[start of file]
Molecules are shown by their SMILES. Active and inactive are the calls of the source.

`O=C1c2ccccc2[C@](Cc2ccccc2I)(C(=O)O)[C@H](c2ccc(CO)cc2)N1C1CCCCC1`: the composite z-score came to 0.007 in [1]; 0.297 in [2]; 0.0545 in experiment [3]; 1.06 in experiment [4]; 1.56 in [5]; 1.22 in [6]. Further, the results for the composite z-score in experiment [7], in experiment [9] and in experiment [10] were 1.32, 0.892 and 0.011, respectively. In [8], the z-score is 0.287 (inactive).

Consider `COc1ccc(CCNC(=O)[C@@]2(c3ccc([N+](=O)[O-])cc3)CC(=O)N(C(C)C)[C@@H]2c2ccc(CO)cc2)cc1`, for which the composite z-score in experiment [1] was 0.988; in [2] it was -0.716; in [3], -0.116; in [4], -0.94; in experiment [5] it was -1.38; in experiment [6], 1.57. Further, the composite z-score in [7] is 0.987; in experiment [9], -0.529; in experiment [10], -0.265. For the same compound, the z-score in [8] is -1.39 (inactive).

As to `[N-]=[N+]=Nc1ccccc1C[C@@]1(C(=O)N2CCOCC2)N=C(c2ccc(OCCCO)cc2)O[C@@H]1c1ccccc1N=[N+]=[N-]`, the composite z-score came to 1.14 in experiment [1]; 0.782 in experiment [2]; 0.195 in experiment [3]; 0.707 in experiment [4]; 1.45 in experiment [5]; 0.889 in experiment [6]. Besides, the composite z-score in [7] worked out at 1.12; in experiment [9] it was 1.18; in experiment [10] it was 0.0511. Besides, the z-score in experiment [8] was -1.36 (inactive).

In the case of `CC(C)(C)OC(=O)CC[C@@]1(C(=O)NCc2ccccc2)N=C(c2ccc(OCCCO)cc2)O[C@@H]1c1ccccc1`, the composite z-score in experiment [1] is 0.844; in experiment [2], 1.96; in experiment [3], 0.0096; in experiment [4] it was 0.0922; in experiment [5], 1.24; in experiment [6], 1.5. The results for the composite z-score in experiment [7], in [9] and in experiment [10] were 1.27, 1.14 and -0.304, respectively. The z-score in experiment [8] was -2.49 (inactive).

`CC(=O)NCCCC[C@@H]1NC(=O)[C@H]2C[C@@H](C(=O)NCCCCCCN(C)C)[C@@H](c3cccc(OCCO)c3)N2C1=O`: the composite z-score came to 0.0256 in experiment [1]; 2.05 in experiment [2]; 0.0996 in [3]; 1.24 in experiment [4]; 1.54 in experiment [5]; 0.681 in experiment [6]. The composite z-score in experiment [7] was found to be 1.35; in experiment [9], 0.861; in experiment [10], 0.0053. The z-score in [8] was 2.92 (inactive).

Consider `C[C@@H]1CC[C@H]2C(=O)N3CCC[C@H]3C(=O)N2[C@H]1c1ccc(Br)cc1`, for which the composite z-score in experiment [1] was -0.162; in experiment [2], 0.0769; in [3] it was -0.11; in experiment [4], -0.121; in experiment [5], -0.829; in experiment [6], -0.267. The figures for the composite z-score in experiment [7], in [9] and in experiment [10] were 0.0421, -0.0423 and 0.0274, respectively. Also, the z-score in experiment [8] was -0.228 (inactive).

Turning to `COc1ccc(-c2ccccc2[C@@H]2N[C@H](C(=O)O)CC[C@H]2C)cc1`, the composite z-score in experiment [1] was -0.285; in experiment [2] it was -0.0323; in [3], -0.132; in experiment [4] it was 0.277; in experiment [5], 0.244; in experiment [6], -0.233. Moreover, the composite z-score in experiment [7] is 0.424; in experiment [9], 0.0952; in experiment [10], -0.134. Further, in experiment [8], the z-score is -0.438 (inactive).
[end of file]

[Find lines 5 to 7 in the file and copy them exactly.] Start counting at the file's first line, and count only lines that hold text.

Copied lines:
In the case of `CC(C)(C)OC(=O)CC[C@@]1(C(=O)NCc2ccccc2)N=C(c2ccc(OCCCO)cc2)O[C@@H]1c1ccccc1`, the composite z-score in experiment [1] is 0.844; in experiment [2], 1.96; in experiment [3], 0.0096; in experiment [4] it was 0.0922; in experiment [5], 1.24; in experiment [6], 1.5. The results for the composite z-score in experiment [7], in [9] and in experiment [10] were 1.27, 1.14 and -0.304, respectively. The z-score in experiment [8] was -2.49 (inactive).

`CC(=O)NCCCC[C@@H]1NC(=O)[C@H]2C[C@@H](C(=O)NCCCCCCN(C)C)[C@@H](c3cccc(OCCO)c3)N2C1=O`: the composite z-score came to 0.0256 in experiment [1]; 2.05 in experiment [2]; 0.0996 in [3]; 1.24 in experiment [4]; 1.54 in experiment [5]; 0.681 in experiment [6]. The composite z-score in experiment [7] was found to be 1.35; in experiment [9], 0.861; in experiment [10], 0.0053. The z-score in [8] was 2.92 (inactive).

Consider `C[C@@H]1CC[C@H]2C(=O)N3CCC[C@H]3C(=O)N2[C@H]1c1ccc(Br)cc1`, for which the composite z-score in experiment [1] was -0.162; in experiment [2], 0.0769; in [3] it was -0.11; in experiment [4], -0.121; in experiment [5], -0.829; in experiment [6], -0.267. The figures for the composite z-score in experiment [7], in [9] and in experiment [10] were 0.0421, -0.0423 and 0.0274, respectively. Also, the z-score in experiment [8] was -0.228 (inactive).